Don't let it get away!
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Seems everywhere you look these days, there are robots.
Since conglomerates like General Electric (NYSE: GE ) first introduced us to them on the assembly line, robots have evolved into something much more personable. Honda's (NYSE: HMC ) built one that can walk, and Toyota (NYSE: TM ) has another that can run. Intuitive Surgical (Nasdaq: ISRG ) just reported another great quarter for robotic surgeons (even as Hansen Medical admits it could use a robotic accountant).
iRobot falls apart ...
For years, I've railed against the unrealized potential of iRobot. No matter how ubiquitous its Roombas are in the living room, its PackBots on the battlefield, the company always seemed better at building robots than at managing its finances. As margins dwindled, inventories ran wild, and iRobot resembled nothing so much as a hapless Roomba, stuck chewing on a carpet fringe and unable to make real headway.
... then pulls itself together
Recent quarters, however, have seen iRobot's financial engineers begin to put the pieces into place for a recovery -- an effort that continued into last evening's third-quarter earnings release. Management's whittling down inventories and ramping up free cash flow (which stands at $21 million for the year, and should surge higher after this holiday season).
Whereas just a year ago, I was musing publicly about the company's nearly empty coffers, today iRobot boasts nearly $63 million in cash, versus a mere $4 million in long-term liabilities.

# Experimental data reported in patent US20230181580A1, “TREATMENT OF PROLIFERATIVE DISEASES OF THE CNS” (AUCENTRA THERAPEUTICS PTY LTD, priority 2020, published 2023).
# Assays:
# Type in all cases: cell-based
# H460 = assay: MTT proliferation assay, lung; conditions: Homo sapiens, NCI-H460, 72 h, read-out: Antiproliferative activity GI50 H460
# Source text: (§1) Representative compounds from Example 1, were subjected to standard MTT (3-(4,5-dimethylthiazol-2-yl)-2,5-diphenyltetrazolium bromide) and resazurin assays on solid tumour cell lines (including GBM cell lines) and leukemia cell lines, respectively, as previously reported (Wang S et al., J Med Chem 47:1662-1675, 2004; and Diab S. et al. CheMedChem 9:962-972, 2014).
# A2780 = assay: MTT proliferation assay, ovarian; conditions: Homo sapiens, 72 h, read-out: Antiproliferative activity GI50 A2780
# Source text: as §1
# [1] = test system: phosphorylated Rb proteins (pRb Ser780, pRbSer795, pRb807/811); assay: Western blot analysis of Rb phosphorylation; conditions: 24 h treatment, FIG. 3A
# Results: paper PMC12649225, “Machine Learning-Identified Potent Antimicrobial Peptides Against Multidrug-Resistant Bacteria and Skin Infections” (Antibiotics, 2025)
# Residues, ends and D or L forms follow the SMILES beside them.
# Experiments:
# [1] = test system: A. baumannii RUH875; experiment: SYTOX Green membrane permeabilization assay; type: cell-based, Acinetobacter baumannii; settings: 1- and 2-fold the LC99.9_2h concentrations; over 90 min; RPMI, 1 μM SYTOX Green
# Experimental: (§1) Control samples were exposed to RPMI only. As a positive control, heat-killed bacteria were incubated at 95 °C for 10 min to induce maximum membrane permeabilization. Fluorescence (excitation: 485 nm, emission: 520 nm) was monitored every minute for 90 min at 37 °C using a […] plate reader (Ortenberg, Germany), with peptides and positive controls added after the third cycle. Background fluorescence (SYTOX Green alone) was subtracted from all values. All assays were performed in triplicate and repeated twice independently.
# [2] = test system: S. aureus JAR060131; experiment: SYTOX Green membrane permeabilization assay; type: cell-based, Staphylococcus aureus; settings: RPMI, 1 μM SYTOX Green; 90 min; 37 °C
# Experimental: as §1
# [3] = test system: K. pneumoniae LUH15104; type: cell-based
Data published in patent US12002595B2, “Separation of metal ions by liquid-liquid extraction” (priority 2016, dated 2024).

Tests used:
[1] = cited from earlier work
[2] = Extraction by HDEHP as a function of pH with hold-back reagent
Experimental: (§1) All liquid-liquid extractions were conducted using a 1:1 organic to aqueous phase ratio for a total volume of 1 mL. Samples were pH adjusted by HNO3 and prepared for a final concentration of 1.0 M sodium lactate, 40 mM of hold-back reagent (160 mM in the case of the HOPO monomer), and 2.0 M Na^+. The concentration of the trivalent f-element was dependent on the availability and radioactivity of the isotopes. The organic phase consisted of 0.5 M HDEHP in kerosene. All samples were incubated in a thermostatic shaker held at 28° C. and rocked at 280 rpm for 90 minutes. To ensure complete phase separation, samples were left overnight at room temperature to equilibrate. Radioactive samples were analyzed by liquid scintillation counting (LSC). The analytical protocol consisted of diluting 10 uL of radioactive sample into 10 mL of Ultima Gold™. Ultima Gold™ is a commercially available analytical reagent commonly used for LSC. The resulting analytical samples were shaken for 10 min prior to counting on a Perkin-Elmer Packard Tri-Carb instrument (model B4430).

How has iRobot achieved this neat feat? If you listen to management, a big part of the improvement comes from ramping sales of military robots to combatants in foreign theaters of war, and another big part from expanding sales of "home robots" internationally.
iWish iWas, homeward bound
If I have any reservations about the iRobot story, though, they reside in that second point. International Roomba/Scooba sales surged 55% in Q3, which would be grand news but for one thing: Total sales of such mechanical domestic servants are down 17%, suggesting weak sales at U.S. distributors like Best Buy (NYSE: BBY ) and Sears Holdings (Nasdaq: SHLD ) .
Seems to me, the Great Recession is hindering iRobot's efforts to sell glorified vacuum cleaners at $200 a pop (or more) here on the homefront. If the economy doesn't improve soon, and more consumers don't find jobs sooner, how will iRobot keep the profits improving through Q4?
I don't know the answer. But one thing I do know: If iRobot doesn't get its sales trends turned around soon, then investors could be in for a bleak Christmas.